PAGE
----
Last week strong pushback emerged to defend teachers’ right to explore and honestly discuss our nation’s history with our children in public schools. For the Washington Post, Hannah Natanson reports: “Randi Weingarten, president of the American Federation of Teachers, warned in a speech Tuesday that conservative lawmakers, pundits and news sites are waging a ‘culture campaign’ against critical race theory. The theory is a decades-old academic framework that asserts racism is woven into the history and thus the present of the nation, helping shape how institutions and systems function…. Weingarten said that critical race theory is not taught in U.S. elementary, middle and high schools. The theory is taught only in law school and in college…. ‘But culture warriors are labeling any discussion of race, racism or discrimination as critical race theory to try to make it toxic… They are bullying teachers and trying to stop us from teaching students accurate history.’… Weingarten said that the American Federation of Teachers, which has about 1.7 million members, has ‘a legal-defense fund’ ready to go.'”
Then on Friday, 135 prominent academic and educational organizations released a Joint Statement on Legislative Efforts to Restrict Education about Racism and American History to confront a right-wing conservative attack on the accurate teaching of American history: “We, the undersigned associations and organizations, state our firm opposition to a spate of legislative proposals being introduced across the country that target academic lessons, presentations, and discussions of racism and related issues in American history in schools, colleges and universities. These efforts have taken varied shape in at least 20 states, but often the legislation aims to prohibit or impede the teaching and education of students concerning what are termed ‘divisive concepts.’ These divisive concepts as defined in numerous bills are a litany of vague and indefinite buzzwords and phrases including, for example, ‘that any individual should feel or be made to feel discomfort… guilt, anguish, or any other form of psychological or emotional distress on account of that individual’s race or sex.’ These legislative efforts are deeply troubling for numerous reasons.”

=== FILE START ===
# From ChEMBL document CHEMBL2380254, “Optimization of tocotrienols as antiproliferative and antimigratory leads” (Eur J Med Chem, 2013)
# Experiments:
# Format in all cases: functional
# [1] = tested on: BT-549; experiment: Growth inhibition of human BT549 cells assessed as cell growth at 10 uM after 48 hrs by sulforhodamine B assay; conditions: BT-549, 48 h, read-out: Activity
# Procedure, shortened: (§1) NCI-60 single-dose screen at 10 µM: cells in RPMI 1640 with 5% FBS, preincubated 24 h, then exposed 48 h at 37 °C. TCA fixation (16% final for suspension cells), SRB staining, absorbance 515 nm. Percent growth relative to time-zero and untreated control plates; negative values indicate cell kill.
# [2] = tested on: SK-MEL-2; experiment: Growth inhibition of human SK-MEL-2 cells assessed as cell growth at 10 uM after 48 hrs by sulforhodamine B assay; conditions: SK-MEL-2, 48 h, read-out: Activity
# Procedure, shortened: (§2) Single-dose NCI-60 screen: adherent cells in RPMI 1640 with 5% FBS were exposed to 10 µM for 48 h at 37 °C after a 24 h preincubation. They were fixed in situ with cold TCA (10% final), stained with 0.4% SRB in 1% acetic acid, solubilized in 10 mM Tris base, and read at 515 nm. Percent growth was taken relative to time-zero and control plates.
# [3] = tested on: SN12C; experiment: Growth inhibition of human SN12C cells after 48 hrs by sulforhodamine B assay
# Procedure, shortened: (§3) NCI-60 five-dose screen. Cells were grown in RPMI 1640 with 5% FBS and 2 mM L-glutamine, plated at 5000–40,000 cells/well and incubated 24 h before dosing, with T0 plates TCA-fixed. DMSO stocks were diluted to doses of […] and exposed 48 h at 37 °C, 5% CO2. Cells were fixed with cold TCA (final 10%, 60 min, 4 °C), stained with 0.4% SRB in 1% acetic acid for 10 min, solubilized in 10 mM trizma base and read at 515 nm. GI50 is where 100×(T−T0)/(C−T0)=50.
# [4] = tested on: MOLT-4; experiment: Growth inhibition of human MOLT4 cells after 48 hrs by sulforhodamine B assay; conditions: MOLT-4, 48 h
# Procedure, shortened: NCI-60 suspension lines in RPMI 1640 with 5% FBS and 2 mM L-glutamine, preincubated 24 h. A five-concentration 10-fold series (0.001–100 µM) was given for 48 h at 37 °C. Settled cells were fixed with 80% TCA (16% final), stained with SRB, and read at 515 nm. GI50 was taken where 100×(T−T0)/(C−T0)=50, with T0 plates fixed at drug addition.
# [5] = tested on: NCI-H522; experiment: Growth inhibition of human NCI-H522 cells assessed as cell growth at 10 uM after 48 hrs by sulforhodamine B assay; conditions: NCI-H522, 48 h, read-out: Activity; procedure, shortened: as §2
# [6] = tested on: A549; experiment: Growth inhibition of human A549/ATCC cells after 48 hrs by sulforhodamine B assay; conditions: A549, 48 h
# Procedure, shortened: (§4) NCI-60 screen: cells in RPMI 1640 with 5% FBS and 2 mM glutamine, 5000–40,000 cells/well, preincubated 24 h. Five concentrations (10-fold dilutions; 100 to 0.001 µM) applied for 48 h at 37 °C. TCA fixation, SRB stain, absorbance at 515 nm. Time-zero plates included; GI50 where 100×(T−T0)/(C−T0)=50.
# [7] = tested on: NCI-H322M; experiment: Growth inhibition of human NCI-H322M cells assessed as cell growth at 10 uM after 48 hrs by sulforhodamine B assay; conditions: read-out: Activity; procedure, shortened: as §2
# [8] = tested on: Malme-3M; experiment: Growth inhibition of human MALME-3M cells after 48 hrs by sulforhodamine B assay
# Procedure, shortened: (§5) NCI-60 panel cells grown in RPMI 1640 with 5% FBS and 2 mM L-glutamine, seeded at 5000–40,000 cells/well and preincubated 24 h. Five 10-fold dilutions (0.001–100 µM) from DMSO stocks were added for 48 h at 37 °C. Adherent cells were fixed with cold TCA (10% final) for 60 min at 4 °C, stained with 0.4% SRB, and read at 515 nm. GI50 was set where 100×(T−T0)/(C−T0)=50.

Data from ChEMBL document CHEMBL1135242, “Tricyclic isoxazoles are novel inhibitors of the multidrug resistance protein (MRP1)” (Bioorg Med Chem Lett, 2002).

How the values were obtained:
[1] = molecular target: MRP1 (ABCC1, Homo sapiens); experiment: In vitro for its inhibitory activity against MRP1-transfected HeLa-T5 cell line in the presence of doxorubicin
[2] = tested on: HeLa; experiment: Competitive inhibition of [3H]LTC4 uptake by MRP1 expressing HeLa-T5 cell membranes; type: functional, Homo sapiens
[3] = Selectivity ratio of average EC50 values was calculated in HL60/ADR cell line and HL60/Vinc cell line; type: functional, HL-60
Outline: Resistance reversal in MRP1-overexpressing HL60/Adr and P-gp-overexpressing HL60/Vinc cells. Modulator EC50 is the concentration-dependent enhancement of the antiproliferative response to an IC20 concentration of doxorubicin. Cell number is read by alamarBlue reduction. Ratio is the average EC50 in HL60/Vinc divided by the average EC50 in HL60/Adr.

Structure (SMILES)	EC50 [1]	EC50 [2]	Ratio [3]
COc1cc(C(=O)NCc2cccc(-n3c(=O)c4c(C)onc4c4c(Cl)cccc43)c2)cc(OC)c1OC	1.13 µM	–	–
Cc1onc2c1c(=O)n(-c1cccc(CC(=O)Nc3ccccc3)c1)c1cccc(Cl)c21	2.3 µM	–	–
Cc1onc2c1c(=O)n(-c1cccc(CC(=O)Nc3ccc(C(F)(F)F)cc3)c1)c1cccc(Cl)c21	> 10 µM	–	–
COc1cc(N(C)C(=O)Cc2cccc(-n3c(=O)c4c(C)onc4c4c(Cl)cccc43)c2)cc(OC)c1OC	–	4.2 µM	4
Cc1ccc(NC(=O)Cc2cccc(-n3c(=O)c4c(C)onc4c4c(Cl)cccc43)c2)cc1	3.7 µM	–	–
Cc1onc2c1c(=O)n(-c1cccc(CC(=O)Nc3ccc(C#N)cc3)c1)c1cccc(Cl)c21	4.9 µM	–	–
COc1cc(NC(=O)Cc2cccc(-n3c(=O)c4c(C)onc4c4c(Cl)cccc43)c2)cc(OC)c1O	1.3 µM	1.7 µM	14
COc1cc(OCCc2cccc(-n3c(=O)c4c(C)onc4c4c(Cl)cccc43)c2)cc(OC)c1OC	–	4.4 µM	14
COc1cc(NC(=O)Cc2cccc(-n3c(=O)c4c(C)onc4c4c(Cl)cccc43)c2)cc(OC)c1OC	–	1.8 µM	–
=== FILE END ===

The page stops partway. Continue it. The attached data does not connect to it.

The statement continues: ” First, these bills risk infringing on the right of faculty to teach and of students to learn. The clear goal of these efforts is to suppress teaching and learning about the role of racism in the history of the United States. Purportedly, any examination of racism in this country’s classrooms might cause some students ‘discomfort’ because it is an uncomfortable and complicated subject. But the ideal of informed citizenship necessitates an educated public. Educators must provide an accurate view of the past in order to better prepare students for community participation and robust civic engagement. Suppressing or watering down discussion of ‘divisive concepts’ in educational institutions deprives students of opportunities to discuss and foster solutions to social division and injustice. Legislation cannot erase ‘concepts’ or history; it can, however, diminish educators’ ability to help students address facts in an honest and open environment capable of nourishing intellectual exploration.”
“Second, these legislative efforts seek to substitute political mandates for the considered judgment of professional educators, hindering students’ ability to learn and engage in critical thinking across differences and disagreements… Politicians in a democratic society should not manipulate public school curricula to advance partisan or ideological aims… Knowledge of the past exists to serve the needs of the living. In the current context this includes an honest reckoning with all aspects of that past. Americans of all ages deserve nothing less than a free and open exchange about history and the forces that shape our world today.”
This blog previously explored the attack on teaching about systemic racism here.